Gamesradar – Scarlett Johansson and co tell Total Film about digging into the Avenger’s chequered past in Black Widow
Black Widow has been a long time coming. Scarlett Johansson’s red-headed, ass-kicking, non-super superhero became an instant cinematic icon the moment she punched her first nameless goon in Iron Man 2. Yet, though Johansson has spoken about her desire to make a solo movie for almost a decade, the pieces have only just fallen into place for that vision to finally become a reality. Ever since Natasha Romanoff confessed to having “red in my ledger” that she’d like to wipe out in 2012’s Avengers Assemble, viewers have known that there’s been a knotty backstory worth excavating. It’s been a lengthy wait for fans, sure, but not a frustrating one for Johansson.
“I didn’t feel the character needed to be vindicated,” she tells Total Film over Zoom after being asked about the fight to bring a solo Black Widow adventure to fruition. “When we finished Avengers: Endgame, I felt good about the work that we did. I felt that, unless we were going to go on a deep dive – which this film is… I thought, ‘OK, she’s…’”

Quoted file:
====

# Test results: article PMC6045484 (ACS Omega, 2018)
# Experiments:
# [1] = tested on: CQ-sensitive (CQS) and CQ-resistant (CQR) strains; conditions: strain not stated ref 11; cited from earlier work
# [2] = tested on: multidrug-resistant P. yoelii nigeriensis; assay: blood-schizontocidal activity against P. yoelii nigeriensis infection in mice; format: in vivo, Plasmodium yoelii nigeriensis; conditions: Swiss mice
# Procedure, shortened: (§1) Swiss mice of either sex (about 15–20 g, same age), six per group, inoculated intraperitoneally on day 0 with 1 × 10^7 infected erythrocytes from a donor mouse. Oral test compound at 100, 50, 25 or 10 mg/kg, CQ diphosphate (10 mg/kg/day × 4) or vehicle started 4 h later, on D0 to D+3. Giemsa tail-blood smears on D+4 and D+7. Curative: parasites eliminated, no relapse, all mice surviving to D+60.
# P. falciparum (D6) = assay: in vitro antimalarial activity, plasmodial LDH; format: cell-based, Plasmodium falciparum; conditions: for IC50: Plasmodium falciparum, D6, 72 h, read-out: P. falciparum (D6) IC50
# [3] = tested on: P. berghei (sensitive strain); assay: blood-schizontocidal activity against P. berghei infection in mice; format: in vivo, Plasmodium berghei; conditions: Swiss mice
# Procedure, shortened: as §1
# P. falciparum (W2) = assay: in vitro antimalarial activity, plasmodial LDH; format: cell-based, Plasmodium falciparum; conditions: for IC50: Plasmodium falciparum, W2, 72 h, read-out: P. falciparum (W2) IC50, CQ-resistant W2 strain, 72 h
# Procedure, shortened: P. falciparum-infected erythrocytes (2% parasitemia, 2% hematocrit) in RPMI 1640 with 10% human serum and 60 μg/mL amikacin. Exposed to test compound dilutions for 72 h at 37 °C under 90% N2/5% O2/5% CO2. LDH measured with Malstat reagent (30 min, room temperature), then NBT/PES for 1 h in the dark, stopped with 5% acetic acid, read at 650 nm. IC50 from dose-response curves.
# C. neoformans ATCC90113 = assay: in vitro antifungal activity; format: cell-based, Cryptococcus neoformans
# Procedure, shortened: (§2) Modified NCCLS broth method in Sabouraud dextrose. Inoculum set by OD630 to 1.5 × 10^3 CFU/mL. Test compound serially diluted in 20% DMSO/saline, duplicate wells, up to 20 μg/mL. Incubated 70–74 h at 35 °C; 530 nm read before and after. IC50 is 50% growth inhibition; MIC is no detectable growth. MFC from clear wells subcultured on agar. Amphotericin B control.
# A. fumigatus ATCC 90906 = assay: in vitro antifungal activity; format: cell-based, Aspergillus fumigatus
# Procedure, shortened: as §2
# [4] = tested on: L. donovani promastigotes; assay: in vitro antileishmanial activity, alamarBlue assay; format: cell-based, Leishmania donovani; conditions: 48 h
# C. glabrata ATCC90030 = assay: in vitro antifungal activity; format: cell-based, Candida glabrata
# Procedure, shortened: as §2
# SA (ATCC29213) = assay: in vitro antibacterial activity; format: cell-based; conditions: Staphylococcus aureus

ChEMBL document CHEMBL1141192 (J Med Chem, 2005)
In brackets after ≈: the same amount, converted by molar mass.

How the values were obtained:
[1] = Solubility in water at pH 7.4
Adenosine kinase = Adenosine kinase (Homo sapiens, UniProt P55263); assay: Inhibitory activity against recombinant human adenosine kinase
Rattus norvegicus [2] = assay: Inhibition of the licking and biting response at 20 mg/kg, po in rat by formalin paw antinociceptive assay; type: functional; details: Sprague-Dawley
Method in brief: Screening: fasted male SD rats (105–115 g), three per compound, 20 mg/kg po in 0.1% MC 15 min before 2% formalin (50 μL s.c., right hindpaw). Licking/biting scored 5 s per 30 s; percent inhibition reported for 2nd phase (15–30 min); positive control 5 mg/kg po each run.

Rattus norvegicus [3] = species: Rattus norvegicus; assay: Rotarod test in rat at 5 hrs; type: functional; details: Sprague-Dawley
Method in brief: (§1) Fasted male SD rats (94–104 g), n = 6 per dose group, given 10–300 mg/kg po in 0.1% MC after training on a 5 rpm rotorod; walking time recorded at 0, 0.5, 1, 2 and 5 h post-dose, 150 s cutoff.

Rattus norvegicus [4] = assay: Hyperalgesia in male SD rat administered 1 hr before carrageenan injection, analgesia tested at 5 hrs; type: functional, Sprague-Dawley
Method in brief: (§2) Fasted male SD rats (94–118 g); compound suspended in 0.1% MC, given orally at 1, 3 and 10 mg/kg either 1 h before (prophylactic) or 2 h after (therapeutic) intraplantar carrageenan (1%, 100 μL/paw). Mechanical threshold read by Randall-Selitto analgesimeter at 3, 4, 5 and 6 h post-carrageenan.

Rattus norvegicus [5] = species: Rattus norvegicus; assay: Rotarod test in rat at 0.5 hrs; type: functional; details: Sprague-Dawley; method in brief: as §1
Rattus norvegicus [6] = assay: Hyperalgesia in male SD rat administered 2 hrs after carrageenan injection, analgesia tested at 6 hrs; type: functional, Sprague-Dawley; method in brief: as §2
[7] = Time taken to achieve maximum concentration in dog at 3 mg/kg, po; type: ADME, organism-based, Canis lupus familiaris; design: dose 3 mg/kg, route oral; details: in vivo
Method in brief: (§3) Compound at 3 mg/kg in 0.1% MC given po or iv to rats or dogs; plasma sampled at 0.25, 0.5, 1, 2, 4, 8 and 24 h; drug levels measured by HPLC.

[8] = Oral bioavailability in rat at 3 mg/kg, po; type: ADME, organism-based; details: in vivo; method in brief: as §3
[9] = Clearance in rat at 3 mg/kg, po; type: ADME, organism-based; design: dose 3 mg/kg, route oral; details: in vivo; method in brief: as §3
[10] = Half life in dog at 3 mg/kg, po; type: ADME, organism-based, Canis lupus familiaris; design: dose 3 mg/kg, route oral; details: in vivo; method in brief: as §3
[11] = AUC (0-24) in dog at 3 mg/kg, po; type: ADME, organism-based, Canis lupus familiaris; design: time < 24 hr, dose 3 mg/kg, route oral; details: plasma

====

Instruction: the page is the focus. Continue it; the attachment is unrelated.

Johansson stops for a second to meditate over her answer. She’s spent the past 10 years with Marvel’s team of spoiler-stoppers listening to her every conversation and now would not be the time to slip up, especially with the end of her Black Widow journey in sight. Behind her today, however, there are no peering press officers – just a neutral white wall with a solitary window looking out to some greenery.
“I love Natasha,” she starts up again. “She’s had an incredible 10-year journey, and I felt that she was finally able to make an active choice.” She’s referring to Black Widow’s controversial decision to sacrifice herself to retrieve the Soul Stone in Avengers: Endgame. “It seemed very in-character, that ultimate sacrifice that she makes. She’s made peace with that, and, in some ways, has known that’s her destiny all along, in a weird poetic way. When you look back on the films, that’s in there. All the films have led her to that choice – or to be able to make that choice; or for it to be a choice.”
With Natasha’s final fate sealed and her story satisfyingly told, Johansson was left questioning what was left to tell in a solo outing. For the film to be worthwhile, it would have to be creatively challenging and, as Johansson says, peel back the layers to “find the heartbeat of what this character’s journey has been”.